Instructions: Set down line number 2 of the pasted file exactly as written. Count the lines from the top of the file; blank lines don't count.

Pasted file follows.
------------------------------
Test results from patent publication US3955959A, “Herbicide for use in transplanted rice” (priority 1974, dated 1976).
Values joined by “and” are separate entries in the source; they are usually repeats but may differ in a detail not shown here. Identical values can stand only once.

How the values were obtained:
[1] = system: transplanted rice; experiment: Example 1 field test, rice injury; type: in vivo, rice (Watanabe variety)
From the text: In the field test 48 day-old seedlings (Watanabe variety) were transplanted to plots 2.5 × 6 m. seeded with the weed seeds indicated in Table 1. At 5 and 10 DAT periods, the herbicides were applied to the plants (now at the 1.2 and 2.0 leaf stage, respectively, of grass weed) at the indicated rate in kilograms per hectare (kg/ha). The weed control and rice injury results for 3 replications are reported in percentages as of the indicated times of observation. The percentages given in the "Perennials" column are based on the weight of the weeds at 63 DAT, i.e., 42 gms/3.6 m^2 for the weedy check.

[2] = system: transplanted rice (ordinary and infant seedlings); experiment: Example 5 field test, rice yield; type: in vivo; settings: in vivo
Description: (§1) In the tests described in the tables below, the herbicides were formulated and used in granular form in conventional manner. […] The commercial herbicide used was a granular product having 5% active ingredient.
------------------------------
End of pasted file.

Values joined by “and” are separate entries in the source; they are usually repeats but may differ in a detail not shown here. Identical values can stand only once.